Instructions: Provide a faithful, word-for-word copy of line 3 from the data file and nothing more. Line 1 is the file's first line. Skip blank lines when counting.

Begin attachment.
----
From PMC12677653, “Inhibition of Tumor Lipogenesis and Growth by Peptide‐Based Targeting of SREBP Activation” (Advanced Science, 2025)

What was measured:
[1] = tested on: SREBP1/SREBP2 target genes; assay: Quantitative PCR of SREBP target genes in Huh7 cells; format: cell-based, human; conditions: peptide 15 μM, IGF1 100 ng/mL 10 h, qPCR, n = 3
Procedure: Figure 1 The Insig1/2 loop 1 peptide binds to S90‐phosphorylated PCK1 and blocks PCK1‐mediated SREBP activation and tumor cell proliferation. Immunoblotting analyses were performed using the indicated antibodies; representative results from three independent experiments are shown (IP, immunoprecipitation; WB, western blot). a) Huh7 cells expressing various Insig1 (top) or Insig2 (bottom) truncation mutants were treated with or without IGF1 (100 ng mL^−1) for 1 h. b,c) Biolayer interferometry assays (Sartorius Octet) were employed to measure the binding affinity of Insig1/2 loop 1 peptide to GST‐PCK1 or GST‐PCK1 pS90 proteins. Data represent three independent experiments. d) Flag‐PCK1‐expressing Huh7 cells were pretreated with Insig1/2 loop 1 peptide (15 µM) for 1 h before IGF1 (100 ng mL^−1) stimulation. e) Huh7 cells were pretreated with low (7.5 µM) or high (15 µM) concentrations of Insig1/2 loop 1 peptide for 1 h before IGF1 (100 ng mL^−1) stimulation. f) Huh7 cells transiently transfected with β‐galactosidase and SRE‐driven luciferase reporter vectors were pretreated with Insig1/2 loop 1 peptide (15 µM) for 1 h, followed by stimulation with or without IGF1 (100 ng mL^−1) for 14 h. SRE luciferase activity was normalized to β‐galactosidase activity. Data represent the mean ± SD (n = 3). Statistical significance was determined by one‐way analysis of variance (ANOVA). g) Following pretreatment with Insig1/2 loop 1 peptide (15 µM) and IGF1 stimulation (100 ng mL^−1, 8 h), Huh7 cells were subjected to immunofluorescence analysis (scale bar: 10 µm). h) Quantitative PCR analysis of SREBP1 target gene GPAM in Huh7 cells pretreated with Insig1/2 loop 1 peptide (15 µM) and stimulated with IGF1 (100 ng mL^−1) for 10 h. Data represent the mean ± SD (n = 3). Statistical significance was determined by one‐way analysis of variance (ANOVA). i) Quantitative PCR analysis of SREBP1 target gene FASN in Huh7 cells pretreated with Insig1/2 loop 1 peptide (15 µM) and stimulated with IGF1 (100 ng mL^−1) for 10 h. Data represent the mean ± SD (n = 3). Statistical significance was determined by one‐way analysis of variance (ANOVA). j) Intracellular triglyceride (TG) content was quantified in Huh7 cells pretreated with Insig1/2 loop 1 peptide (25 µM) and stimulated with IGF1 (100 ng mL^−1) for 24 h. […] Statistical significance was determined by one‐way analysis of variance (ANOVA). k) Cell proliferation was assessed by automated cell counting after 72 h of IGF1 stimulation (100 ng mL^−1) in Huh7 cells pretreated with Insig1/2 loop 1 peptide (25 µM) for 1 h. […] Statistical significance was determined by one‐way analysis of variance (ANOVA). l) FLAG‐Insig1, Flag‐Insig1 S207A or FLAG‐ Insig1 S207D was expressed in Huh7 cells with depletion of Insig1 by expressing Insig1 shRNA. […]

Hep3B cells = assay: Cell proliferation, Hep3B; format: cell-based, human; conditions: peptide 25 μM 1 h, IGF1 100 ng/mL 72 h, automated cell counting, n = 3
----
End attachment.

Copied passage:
[1] = tested on: SREBP1/SREBP2 target genes; assay: Quantitative PCR of SREBP target genes in Huh7 cells; format: cell-based, human; conditions: peptide 15 μM, IGF1 100 ng/mL 10 h, qPCR, n = 3